Autonomous vehicles continue to capture the world’s attention, yet it appears most people are not aware of where this can truly lead. Back in March 2015, in an (awkward) discussion with Nvidia CEO Jensen Huang, Tesla’s Elon Musk proclaimed that self-driving cars are “a solved problem”. But is it really so cut-and-dried?
Look ma, no hands!
Let’s look at the six levels of an autonomous vehicle, as defined by the Society of Automotive Engineers (SAE):
Much of the talk about self-driving cars today revolve around Level 3 and 4 autonomy. As per the chart above, Level 3 systems such as Tesla’s Autopilot requires a human driver, who paradoxically need not monitor the environment, but must be ready to take control of the vehicle at any time when notified by the driverless system. Problems like dozing off are an issue, as Waymo found out in October, leading them to essentially abandon Level 3 approaches.
Level 4 autonomy will probably be the mainstay for the next 5 to 10 years ie. the class of driverless cars on-the-road in major cities around the world. While the driver can take manual control, the car is intended to perform all driving conditions by itself, albeit under controlled conditions such as within map and GPS coverage, no off-road detours, relinquishing control in extreme weather, etc.
Anything you can do, I can do better
But wait, there’s more. BMW now claims that Level-5 self-driving cars will arrive by 2021. And Level 5 is where things get crazy, illustrated with beautiful terror in these two videos:
Level 5 Autonomy (or how I learnt to stop worrying and love my self-aware car)
Dr. Lance Eliot, “Executive Director of the Cybernetic Self-Driving Car Institute” writes prodigiously on AITrends and highlights little-known implications of Level 5 autonomy. If you think this Knight Rider stuff sounds far-fetched, remember that Level 3 and 4 autonomy was nowhere in the public’s mind (or on the street) just a decade or so ago. Here’s some brazen paraphrasing and commentary by myself (in italics), check out his writings for the real deal.
- Pills Self-aware AI will make moral decisions such as the Trolley Problem – hit and kill a child on the road, or ram into a tree and kill the adult human passengers ? I haven’t seen this properly addressed in any Level 3, 4 or 5 discussions including the colossal ethical and legal ramifications.
- Strategic AI will have an “overarching mission” and will see why and how to complete said mission. It may simply be going to work on time. Or, perhaps routing yourself against your will to a police station in the event of suspected or actual crimes/ terrorist attacks?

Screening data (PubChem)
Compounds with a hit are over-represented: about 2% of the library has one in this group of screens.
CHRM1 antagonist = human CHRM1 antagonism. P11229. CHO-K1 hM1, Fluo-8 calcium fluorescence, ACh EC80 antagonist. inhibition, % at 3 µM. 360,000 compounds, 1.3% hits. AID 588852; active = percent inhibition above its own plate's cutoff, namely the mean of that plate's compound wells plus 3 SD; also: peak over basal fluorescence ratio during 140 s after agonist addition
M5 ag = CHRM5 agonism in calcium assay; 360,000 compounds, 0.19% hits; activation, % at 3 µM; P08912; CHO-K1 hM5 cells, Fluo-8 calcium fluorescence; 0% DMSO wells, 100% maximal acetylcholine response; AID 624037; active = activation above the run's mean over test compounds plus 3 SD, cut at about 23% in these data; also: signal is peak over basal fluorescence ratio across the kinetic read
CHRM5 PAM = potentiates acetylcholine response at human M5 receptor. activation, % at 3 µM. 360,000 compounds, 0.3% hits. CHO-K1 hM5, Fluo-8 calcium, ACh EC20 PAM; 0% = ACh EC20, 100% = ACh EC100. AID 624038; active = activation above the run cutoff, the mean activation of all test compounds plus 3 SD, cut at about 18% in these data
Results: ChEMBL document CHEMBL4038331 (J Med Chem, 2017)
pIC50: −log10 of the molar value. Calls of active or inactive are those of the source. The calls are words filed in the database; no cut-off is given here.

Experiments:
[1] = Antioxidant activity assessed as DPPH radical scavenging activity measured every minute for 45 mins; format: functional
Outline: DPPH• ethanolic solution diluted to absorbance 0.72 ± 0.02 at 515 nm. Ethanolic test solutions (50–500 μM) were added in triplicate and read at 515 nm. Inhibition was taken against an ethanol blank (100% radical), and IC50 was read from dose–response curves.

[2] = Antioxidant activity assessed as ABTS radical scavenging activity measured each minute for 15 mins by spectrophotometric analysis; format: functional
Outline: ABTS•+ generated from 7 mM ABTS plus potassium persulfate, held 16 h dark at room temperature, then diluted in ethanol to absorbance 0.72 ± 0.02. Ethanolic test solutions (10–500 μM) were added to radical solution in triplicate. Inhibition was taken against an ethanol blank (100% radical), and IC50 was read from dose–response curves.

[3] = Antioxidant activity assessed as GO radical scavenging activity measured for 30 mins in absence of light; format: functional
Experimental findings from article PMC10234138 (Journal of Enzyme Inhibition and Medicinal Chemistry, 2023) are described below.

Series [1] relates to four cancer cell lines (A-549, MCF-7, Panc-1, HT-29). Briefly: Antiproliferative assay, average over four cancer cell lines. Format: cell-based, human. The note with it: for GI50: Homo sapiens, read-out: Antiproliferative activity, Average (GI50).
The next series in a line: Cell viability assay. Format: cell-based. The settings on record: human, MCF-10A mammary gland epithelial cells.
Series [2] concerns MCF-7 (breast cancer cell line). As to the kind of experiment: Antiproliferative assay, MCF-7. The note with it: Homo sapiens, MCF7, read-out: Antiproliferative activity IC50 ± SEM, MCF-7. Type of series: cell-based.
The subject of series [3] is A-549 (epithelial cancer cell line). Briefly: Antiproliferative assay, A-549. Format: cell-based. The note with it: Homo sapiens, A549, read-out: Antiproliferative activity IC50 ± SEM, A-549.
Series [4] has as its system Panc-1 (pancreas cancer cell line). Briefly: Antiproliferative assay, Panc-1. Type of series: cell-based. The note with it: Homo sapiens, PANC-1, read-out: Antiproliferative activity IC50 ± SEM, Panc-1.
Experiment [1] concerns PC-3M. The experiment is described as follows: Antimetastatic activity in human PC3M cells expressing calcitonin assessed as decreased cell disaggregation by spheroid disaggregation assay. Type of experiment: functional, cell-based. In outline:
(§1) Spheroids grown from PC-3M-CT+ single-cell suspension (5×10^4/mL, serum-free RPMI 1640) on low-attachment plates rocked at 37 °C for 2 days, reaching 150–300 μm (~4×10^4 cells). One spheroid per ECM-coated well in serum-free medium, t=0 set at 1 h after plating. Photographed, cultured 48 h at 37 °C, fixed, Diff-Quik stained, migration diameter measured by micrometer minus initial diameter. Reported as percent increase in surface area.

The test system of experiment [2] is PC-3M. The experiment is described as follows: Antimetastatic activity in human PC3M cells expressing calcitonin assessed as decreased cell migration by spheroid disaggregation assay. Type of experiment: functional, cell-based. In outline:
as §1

- Self-aware AI will “watch over itself” to evaluate its own performance ie. a meta-AI on top of the driving AI. Insert Xzibit joke here. On a more serious note, like most “smart” devices, the AI will probably be watching passengers too.
- Curiosity as a “core cognitive capability”. This one’s interesting – Dr. Eliot suggests that Level 5 self-driving cars could take little detours here and there to explore back lanes, quicker routes, etc. The mind boggles.
- Self-driving cars can learn from other self-driving cars and also form extended connected networks [in realtime]. From what I know, consider AI approaches where two AI agents learn to play tennis better by playing against each other. Now imagine thousands or millions of AI cars interacting with each other across the world. The movie “Her” comes to mind.
- Sleep can be used as an AI mechanism for self-driving cars, replicating the beneficial processes of sorting, processing and dreaming occurring during human sleep. “I’m sorry sir, I was late because my car overslept”.
- “Brainjacking” can be used whereby a human mind can be tapped by the AI in realtime to pilot the vehicle eg. a mountain road. “Don’t just drive a Lamborghini. BE the Lamborghini”. Also, this (SFW but read at your own peril).
- Self-aware AI should respond to being pulled over by police. “Driving While Robot”.
So there you have it. Don’t be fooled into thinking that “driverless cars” are a “solved problem”. Would you prefer a Level 3, 4 or 5 vehicle? Is a Level 5 vehicle a sci-fi fantasy or a real possibility? Sound off in the comments below.
By the way, the featured image of this article is of “The Mill Blackbird” used in the creation of the Chevy Camaro ad. While the Blackbird is not self-driving (yet?), it’s worth checking out.